But who bothers?
It may sometimes seem that people are not interested in how you really are. The compulsory ‘how are you’, most professionalized in the US, is not an attempt to get an honest answer. It is an attempt to get a guarantee that everything is fine. That we are alright and life, i.e. our world, is good.
But I don’t think it’s that people aren’t interested. I think people are afraid of the honest answer because they have difficulties to deal with it.
What people seem to be most afraid of, is when other people feel bad, almost as it would be contagious. Maybe it’s because it puts up a mirror or it demonstrates the vulnerability that so many are afraid of. Or it threatens the protective shield that some have built up so long and laboriously, and that costs so much energy to maintain. It might be the skepticism against the unknown: if you cannot feel things for yourself, you might find it odd that others can and talk so openly about it. Being able to identify your emotions and the source of it is already hard work that not everyone is willing to do.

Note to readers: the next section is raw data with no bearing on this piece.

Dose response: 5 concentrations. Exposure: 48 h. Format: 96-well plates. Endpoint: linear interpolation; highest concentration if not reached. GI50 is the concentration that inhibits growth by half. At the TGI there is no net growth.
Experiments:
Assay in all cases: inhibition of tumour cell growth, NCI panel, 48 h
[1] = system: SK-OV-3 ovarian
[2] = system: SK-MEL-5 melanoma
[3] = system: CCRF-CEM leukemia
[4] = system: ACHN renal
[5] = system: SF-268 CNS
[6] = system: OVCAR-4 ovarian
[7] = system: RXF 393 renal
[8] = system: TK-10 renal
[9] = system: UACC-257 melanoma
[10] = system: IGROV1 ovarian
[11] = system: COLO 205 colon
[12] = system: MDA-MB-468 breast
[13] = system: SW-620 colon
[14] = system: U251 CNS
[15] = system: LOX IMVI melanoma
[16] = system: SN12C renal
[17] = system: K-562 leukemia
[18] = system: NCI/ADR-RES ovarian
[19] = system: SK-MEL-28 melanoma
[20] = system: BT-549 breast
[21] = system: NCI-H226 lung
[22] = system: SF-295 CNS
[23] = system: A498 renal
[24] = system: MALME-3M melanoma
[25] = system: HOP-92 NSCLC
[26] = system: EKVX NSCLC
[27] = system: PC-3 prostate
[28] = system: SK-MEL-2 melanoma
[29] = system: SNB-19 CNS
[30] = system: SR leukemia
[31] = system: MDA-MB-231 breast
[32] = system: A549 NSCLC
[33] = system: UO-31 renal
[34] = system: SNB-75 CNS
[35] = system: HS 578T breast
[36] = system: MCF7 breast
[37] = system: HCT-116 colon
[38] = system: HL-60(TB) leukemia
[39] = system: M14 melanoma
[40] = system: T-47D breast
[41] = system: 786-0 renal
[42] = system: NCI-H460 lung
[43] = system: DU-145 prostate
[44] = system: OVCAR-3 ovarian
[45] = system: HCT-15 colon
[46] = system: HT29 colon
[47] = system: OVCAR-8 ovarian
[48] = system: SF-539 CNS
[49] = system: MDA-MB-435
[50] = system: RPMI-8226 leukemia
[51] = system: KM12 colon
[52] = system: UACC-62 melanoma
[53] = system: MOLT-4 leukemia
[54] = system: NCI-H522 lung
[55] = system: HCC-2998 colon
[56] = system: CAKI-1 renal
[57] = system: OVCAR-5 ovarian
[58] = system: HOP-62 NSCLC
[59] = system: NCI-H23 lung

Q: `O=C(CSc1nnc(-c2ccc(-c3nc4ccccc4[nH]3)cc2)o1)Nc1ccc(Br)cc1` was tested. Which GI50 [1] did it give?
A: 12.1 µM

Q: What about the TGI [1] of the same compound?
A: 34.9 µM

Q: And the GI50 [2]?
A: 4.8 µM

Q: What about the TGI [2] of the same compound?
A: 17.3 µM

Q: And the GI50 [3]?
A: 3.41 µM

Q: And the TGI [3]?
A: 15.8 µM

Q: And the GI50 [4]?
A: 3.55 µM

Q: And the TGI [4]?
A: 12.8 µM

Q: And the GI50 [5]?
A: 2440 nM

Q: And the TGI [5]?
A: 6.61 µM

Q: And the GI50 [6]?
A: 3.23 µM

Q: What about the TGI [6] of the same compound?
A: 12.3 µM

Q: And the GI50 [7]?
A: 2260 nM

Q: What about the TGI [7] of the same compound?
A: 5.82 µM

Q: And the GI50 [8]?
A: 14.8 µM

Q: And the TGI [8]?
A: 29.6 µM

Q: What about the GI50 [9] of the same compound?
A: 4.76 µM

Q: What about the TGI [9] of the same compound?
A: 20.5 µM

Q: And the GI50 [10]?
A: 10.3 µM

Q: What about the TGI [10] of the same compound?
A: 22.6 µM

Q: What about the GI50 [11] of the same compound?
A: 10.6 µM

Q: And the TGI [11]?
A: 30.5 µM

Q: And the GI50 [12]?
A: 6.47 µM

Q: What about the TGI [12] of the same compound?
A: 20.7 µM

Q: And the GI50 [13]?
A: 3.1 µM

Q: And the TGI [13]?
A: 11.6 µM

Or perhaps it’s just that people don’t know what to say.
There are countless articles out there with titles like ‘How to deal with somebody who’s depressed’. Even though some have already decided that it’s better not to talk to somebody with depression after all.
But this is wrong! You already feel alone and hopeless when you suffer from depression, so it certainly doesn’t help if people avoid you on top of it.
So I wonder, how card can it possibly be? To show some compassion and to be there.
It’s not that people who feel sad are some kind of aliens. But if we treat them as they would be, it’s not really helping that fact either. So just get your act together and dare to be vulnerable. Because it requires some real vulnerability from yourself too, to be with somebody in pain.
If you can manage to break through this vicious circle of feeling weird (feeling weird to be open, only to then feeling weird about that, too) it can be a beautiful experience that helps both parties to grow.
Because being able to share emotion is even greater than talking about it. I think that can be called resonance and it’s one of the most powerful capabilities we as humans have in order to feel deeply connected. It’s a beautiful experience — but unfortunately one, that some of us will never be able to benefit from.
*Shit — Love — Desire: apparently his favorite German words. And what I especially liked, is that they all need each other to coexist.